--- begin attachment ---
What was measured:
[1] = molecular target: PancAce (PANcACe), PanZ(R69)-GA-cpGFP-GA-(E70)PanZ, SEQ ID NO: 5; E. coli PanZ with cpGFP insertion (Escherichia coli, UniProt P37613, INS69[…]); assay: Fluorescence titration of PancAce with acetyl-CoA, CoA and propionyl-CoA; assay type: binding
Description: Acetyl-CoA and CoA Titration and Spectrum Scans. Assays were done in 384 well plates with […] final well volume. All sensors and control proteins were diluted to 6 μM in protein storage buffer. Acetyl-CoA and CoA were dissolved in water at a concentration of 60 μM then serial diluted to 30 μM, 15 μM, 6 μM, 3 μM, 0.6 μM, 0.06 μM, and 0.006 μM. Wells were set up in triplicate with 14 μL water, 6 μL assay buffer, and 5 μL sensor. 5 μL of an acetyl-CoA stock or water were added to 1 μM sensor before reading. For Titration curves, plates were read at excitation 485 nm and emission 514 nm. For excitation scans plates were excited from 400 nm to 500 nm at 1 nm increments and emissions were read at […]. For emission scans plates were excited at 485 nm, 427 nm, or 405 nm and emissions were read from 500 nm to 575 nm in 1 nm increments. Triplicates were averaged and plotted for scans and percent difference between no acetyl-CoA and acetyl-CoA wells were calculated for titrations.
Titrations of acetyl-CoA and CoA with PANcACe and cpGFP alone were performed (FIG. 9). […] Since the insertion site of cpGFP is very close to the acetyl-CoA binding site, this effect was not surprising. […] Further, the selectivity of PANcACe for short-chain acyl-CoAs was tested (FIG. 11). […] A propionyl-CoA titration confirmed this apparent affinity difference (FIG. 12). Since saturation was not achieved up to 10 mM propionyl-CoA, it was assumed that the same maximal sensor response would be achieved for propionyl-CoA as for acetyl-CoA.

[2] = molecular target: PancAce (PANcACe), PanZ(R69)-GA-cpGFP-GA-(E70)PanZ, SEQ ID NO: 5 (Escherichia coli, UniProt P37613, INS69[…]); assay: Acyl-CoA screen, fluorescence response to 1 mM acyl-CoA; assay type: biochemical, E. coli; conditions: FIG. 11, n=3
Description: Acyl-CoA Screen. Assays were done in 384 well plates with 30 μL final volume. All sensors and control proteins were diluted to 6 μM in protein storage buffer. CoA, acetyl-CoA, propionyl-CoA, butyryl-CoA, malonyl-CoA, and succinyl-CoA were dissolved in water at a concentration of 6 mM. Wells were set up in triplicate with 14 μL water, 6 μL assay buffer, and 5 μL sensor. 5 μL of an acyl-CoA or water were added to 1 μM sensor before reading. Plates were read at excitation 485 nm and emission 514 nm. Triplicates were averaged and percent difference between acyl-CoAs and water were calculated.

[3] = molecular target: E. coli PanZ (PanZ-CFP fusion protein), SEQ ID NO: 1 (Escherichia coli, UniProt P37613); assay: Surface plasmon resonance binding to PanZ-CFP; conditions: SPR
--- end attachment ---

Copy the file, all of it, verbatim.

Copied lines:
What was measured:
[1] = molecular target: PancAce (PANcACe), PanZ(R69)-GA-cpGFP-GA-(E70)PanZ, SEQ ID NO: 5; E. coli PanZ with cpGFP insertion (Escherichia coli, UniProt P37613, INS69[…]); assay: Fluorescence titration of PancAce with acetyl-CoA, CoA and propionyl-CoA; assay type: binding
Description: Acetyl-CoA and CoA Titration and Spectrum Scans. Assays were done in 384 well plates with […] final well volume. All sensors and control proteins were diluted to 6 μM in protein storage buffer. Acetyl-CoA and CoA were dissolved in water at a concentration of 60 μM then serial diluted to 30 μM, 15 μM, 6 μM, 3 μM, 0.6 μM, 0.06 μM, and 0.006 μM. Wells were set up in triplicate with 14 μL water, 6 μL assay buffer, and 5 μL sensor. 5 μL of an acetyl-CoA stock or water were added to 1 μM sensor before reading. For Titration curves, plates were read at excitation 485 nm and emission 514 nm. For excitation scans plates were excited from 400 nm to 500 nm at 1 nm increments and emissions were read at […]. For emission scans plates were excited at 485 nm, 427 nm, or 405 nm and emissions were read from 500 nm to 575 nm in 1 nm increments. Triplicates were averaged and plotted for scans and percent difference between no acetyl-CoA and acetyl-CoA wells were calculated for titrations.
Titrations of acetyl-CoA and CoA with PANcACe and cpGFP alone were performed (FIG. 9). […] Since the insertion site of cpGFP is very close to the acetyl-CoA binding site, this effect was not surprising. […] Further, the selectivity of PANcACe for short-chain acyl-CoAs was tested (FIG. 11). […] A propionyl-CoA titration confirmed this apparent affinity difference (FIG. 12). Since saturation was not achieved up to 10 mM propionyl-CoA, it was assumed that the same maximal sensor response would be achieved for propionyl-CoA as for acetyl-CoA.

[2] = molecular target: PancAce (PANcACe), PanZ(R69)-GA-cpGFP-GA-(E70)PanZ, SEQ ID NO: 5 (Escherichia coli, UniProt P37613, INS69[…]); assay: Acyl-CoA screen, fluorescence response to 1 mM acyl-CoA; assay type: biochemical, E. coli; conditions: FIG. 11, n=3
Description: Acyl-CoA Screen. Assays were done in 384 well plates with 30 μL final volume. All sensors and control proteins were diluted to 6 μM in protein storage buffer. CoA, acetyl-CoA, propionyl-CoA, butyryl-CoA, malonyl-CoA, and succinyl-CoA were dissolved in water at a concentration of 6 mM. Wells were set up in triplicate with 14 μL water, 6 μL assay buffer, and 5 μL sensor. 5 μL of an acyl-CoA or water were added to 1 μM sensor before reading. Plates were read at excitation 485 nm and emission 514 nm. Triplicates were averaged and percent difference between acyl-CoAs and water were calculated.

[3] = molecular target: E. coli PanZ (PanZ-CFP fusion protein), SEQ ID NO: 1 (Escherichia coli, UniProt P37613); assay: Surface plasmon resonance binding to PanZ-CFP; conditions: SPR